Fog Spaces

From Tombstone Engine Wiki
Jump to: navigation, search

A fog space is a node that causes fog to be rendered in a scene. It's actually a half-space because all space is divided in half by a single boundary plane, and fog is rendered on one side of the plane.

Creating a Fog Space

Editor atmosphere.png

A fog space is placed in a world using the Fog Space tool in the Atmosphere Page (shown to the right) in the World Editor under the Object tab. This tool draws a rectangular region that represents the top boundary of a fog volume. Fog is rendered everywhere beneath the entire plane containing this rectangle in the zone to which the fog space belongs. Fog is not rendered above the plane, but the plane can always be raised above the whole scene if the desired effect is to fog everything. When the camera is above the fog plane, the rectangular plate representing the fog space must be visible in order for fog to be rendered, so it should be drawn large enough to cover the entire area that should be affected by fog. When the camera is below the fog plane in a zone affected by the fog space, fog is always rendered.

The boundary plane of a fog space does not have to be horizontal and can placed in any orientation. An example use of a vertical fog plane is one that coincides with a doorway leading into a fogged area from an unfogged area.

Density Functions

Figure 1. Fog with a constant density function.
Figure 2. Fog with a linear density function.

In the Node Info dialog for a fog space, a fog color and density function can be selected. A fog space can use a constant fog density or a linear fog density. The difference is shown in the images to the right. When constant density is used, the density of the fog is the same everywhere beneath the boundary plane. When linear density is used, the density of the fog is zero at the boundary plane and increases linearly with distance beneath the plane. Typical density values for both modes are usually in the range of 0.001 to 0.1, where higher densities correspond to thicker fog.

Fog Space Settings

A fog space node can be configured under the Fog tab in the Node Info window. The specific settings are described in the following table.

Setting

Description

Fog color

The color of the fog space. When the amount of fog is calculated at each pixel, the fraction of light that does not make it through the fog is replaced by this color.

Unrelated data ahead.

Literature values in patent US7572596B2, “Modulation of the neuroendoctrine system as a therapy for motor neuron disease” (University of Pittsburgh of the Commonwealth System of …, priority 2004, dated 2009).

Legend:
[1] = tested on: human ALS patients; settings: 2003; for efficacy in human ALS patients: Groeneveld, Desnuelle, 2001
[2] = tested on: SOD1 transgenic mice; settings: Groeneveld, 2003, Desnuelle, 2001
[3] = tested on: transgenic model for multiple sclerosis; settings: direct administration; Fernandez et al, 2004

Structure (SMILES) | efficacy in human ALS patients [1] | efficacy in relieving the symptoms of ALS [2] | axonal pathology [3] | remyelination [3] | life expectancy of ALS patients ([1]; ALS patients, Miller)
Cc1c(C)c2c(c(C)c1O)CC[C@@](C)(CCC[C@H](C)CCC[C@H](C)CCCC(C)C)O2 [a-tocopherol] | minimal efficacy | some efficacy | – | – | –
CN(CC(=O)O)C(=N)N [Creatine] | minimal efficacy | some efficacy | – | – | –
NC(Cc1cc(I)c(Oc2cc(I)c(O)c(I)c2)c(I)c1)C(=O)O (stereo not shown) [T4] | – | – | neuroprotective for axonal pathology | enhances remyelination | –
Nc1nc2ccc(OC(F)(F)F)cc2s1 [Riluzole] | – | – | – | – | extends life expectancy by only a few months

Fog density

The constant density of the fog, or the rate at which the linear density increases. This is usually a small value less than 1.0.

Density function

Selects whether the fog uses a constant density function or a linear density function.

Apply distance occlusion

An optimization for thick fog that culls objects that are fully fogged based on their distance from the camera in the direction parallel to the fog plane. This should be enabled only if the fog ever becomes thick enough in the scene so that objects can't be seen beyond some horizontal distance.

Apply depth occlusion

An optimization for thick fog that culls objects that are fully fogged based on their distance from the camera in the direction perpendicular to the fog plane. This should be enabled only if the fog ever becomes thick enough in the scene so that objects can't be seen beyond some vertical distance.

Occlusion fog intensity

If either distance occlusion or depth occlusion is enabled, this value specifies the fog intensity at which objects are considered invisible. Higher values correspond to thicker fog being required to obscure an object. For bright fog colors, this value can usually be lower because the human eye cannot distinguish among bright colors as well as dark colors.

Using a Fog Space in Multiple Zones

A single fog space may be used to apply fog in multiple zones. A fog space automatically applies to the zone containing it in the transform hierarchy. Each zone node has a built-in connector labeled %Fog that can be connected to a fog space in another zone. Every zone connected to a particular fog space is affected by the fog as long as the camera can see the fog plane or is inside the fog itself. It is okay for a fog space to extend beyond the boundary of its containing zone.

Only one fog space should be visible at once for each perspective (primary, reflection, and refraction). If more than one fog space can be seen by the camera in a single perspective, then any one of them could be chosen to be applied to the scene, and this could change with the camera position.

See Also